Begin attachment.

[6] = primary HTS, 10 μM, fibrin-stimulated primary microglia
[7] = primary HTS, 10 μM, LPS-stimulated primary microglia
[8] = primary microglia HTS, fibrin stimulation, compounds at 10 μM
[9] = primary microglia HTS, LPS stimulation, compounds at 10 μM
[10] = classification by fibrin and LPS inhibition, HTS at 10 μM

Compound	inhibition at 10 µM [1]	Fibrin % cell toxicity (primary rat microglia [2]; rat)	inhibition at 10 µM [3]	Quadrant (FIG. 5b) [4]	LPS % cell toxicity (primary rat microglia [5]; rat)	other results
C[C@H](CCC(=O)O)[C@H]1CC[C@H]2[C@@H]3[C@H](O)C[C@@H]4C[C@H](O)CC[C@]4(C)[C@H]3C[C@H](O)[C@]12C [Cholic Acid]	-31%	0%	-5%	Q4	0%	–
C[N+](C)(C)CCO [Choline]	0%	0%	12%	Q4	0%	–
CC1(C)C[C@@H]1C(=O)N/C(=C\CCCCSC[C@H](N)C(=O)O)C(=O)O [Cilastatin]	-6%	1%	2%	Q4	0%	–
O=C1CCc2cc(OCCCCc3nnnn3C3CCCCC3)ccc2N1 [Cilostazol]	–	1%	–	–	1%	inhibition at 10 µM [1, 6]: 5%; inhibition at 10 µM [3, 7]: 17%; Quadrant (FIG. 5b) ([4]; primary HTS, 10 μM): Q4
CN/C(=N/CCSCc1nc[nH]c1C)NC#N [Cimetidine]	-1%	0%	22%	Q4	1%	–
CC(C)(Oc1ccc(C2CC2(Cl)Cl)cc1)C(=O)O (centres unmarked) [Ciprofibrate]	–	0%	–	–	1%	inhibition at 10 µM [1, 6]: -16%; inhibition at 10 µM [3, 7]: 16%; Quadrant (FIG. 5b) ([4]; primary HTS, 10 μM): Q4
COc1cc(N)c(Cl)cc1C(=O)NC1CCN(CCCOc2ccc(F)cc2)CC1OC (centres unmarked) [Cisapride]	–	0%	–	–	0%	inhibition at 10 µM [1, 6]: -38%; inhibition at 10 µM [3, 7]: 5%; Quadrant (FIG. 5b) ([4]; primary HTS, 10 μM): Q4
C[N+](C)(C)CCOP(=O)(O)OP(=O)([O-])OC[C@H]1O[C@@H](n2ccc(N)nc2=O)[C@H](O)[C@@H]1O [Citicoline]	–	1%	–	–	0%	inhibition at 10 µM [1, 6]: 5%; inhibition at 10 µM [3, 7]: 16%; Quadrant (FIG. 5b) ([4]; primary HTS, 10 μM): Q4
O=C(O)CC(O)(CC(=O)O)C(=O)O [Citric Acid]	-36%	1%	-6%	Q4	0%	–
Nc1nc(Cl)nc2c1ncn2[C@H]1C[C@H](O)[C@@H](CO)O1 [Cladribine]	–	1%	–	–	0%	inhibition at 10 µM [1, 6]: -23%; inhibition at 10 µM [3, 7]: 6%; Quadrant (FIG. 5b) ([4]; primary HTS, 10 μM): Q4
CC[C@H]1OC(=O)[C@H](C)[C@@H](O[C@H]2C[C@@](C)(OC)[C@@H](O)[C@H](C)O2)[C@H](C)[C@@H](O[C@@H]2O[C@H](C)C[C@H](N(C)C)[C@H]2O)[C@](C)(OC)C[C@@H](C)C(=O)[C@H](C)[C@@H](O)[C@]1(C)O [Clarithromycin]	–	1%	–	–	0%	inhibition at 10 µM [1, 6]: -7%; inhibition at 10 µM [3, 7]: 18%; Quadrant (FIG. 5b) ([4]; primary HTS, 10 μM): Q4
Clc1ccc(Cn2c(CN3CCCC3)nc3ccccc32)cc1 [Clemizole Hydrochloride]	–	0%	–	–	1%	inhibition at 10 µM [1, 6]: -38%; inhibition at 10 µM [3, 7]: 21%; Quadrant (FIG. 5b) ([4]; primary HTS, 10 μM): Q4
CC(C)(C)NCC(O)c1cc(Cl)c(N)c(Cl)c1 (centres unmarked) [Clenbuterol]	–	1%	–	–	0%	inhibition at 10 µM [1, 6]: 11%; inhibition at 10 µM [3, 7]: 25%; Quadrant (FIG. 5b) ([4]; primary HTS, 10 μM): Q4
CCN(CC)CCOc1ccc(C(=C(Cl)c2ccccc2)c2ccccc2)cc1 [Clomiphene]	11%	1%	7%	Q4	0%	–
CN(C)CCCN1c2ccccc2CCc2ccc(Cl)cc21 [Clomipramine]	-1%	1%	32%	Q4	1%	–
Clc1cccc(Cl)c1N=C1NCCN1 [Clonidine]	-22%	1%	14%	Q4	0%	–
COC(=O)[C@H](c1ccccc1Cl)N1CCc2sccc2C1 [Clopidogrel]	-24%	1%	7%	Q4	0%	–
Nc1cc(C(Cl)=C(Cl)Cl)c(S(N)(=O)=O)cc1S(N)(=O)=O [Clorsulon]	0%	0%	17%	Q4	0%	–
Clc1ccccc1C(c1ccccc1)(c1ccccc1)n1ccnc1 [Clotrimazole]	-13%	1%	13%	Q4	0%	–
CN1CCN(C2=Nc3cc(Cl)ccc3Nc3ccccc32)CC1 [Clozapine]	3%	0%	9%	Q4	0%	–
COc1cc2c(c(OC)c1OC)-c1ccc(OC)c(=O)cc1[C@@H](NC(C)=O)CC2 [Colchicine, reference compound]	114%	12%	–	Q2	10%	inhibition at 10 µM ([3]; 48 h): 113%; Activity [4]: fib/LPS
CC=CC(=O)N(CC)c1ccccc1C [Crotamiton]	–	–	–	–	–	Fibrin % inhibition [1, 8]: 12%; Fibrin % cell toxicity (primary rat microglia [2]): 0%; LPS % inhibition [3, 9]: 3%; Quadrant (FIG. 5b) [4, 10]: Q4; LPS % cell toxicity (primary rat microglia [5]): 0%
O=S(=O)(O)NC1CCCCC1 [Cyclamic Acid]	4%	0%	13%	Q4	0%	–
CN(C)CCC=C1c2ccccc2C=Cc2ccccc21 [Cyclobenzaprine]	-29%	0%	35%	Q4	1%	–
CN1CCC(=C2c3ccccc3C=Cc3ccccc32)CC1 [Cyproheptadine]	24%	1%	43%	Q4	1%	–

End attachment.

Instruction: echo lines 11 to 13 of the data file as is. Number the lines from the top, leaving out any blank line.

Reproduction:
CN/C(=N/CCSCc1nc[nH]c1C)NC#N [Cimetidine]	-1%	0%	22%	Q4	1%	–
CC(C)(Oc1ccc(C2CC2(Cl)Cl)cc1)C(=O)O (centres unmarked) [Ciprofibrate]	–	0%	–	–	1%	inhibition at 10 µM [1, 6]: -16%; inhibition at 10 µM [3, 7]: 16%; Quadrant (FIG. 5b) ([4]; primary HTS, 10 μM): Q4
COc1cc(N)c(Cl)cc1C(=O)NC1CCN(CCCOc2ccc(F)cc2)CC1OC (centres unmarked) [Cisapride]	–	0%	–	–	0%	inhibition at 10 µM [1, 6]: -38%; inhibition at 10 µM [3, 7]: 5%; Quadrant (FIG. 5b) ([4]; primary HTS, 10 μM): Q4